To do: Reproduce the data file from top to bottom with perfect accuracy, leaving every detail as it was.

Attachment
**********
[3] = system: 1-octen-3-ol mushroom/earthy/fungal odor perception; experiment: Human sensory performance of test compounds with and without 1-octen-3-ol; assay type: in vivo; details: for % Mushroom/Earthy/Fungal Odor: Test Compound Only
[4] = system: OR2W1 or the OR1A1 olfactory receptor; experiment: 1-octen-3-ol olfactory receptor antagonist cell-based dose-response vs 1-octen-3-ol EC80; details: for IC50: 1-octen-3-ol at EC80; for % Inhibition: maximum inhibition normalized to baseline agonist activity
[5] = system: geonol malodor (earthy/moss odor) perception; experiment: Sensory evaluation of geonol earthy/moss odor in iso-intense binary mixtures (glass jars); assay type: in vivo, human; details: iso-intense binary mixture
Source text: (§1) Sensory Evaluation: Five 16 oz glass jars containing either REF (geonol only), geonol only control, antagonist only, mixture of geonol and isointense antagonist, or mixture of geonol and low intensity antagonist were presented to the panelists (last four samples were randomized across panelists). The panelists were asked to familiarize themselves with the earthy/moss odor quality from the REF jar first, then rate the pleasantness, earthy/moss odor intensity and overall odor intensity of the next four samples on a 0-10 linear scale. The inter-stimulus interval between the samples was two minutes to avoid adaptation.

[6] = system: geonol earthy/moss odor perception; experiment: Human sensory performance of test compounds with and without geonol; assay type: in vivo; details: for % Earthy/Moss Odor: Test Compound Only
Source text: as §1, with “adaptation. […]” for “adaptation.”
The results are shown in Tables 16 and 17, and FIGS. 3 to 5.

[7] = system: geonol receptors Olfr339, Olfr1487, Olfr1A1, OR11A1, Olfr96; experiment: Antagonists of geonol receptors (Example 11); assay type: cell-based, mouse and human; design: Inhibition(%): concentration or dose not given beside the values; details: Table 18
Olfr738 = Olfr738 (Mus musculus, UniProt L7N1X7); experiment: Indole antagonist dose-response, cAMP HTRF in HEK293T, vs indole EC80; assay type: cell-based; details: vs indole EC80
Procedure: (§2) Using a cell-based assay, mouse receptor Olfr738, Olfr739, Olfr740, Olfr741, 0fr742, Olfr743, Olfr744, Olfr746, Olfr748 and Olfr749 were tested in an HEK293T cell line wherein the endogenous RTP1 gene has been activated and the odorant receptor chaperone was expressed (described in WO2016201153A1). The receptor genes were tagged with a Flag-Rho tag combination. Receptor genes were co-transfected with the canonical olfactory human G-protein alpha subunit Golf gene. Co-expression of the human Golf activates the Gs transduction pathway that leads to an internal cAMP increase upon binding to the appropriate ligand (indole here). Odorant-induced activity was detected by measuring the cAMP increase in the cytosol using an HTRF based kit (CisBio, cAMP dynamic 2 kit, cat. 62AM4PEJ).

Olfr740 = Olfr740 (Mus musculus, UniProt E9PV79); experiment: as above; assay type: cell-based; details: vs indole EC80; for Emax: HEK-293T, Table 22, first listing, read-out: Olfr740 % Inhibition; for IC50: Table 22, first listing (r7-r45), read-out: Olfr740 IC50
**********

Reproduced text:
[3] = system: 1-octen-3-ol mushroom/earthy/fungal odor perception; experiment: Human sensory performance of test compounds with and without 1-octen-3-ol; assay type: in vivo; details: for % Mushroom/Earthy/Fungal Odor: Test Compound Only
[4] = system: OR2W1 or the OR1A1 olfactory receptor; experiment: 1-octen-3-ol olfactory receptor antagonist cell-based dose-response vs 1-octen-3-ol EC80; details: for IC50: 1-octen-3-ol at EC80; for % Inhibition: maximum inhibition normalized to baseline agonist activity
[5] = system: geonol malodor (earthy/moss odor) perception; experiment: Sensory evaluation of geonol earthy/moss odor in iso-intense binary mixtures (glass jars); assay type: in vivo, human; details: iso-intense binary mixture
Source text: (§1) Sensory Evaluation: Five 16 oz glass jars containing either REF (geonol only), geonol only control, antagonist only, mixture of geonol and isointense antagonist, or mixture of geonol and low intensity antagonist were presented to the panelists (last four samples were randomized across panelists). The panelists were asked to familiarize themselves with the earthy/moss odor quality from the REF jar first, then rate the pleasantness, earthy/moss odor intensity and overall odor intensity of the next four samples on a 0-10 linear scale. The inter-stimulus interval between the samples was two minutes to avoid adaptation.

[6] = system: geonol earthy/moss odor perception; experiment: Human sensory performance of test compounds with and without geonol; assay type: in vivo; details: for % Earthy/Moss Odor: Test Compound Only
Source text: as §1, with “adaptation. […]” for “adaptation.”
The results are shown in Tables 16 and 17, and FIGS. 3 to 5.

[7] = system: geonol receptors Olfr339, Olfr1487, Olfr1A1, OR11A1, Olfr96; experiment: Antagonists of geonol receptors (Example 11); assay type: cell-based, mouse and human; design: Inhibition(%): concentration or dose not given beside the values; details: Table 18
Olfr738 = Olfr738 (Mus musculus, UniProt L7N1X7); experiment: Indole antagonist dose-response, cAMP HTRF in HEK293T, vs indole EC80; assay type: cell-based; details: vs indole EC80
Procedure: (§2) Using a cell-based assay, mouse receptor Olfr738, Olfr739, Olfr740, Olfr741, 0fr742, Olfr743, Olfr744, Olfr746, Olfr748 and Olfr749 were tested in an HEK293T cell line wherein the endogenous RTP1 gene has been activated and the odorant receptor chaperone was expressed (described in WO2016201153A1). The receptor genes were tagged with a Flag-Rho tag combination. Receptor genes were co-transfected with the canonical olfactory human G-protein alpha subunit Golf gene. Co-expression of the human Golf activates the Gs transduction pathway that leads to an internal cAMP increase upon binding to the appropriate ligand (indole here). Odorant-induced activity was detected by measuring the cAMP increase in the cytosol using an HTRF based kit (CisBio, cAMP dynamic 2 kit, cat. 62AM4PEJ).

Olfr740 = Olfr740 (Mus musculus, UniProt E9PV79); experiment: as above; assay type: cell-based; details: vs indole EC80; for Emax: HEK-293T, Table 22, first listing, read-out: Olfr740 % Inhibition; for IC50: Table 22, first listing (r7-r45), read-out: Olfr740 IC50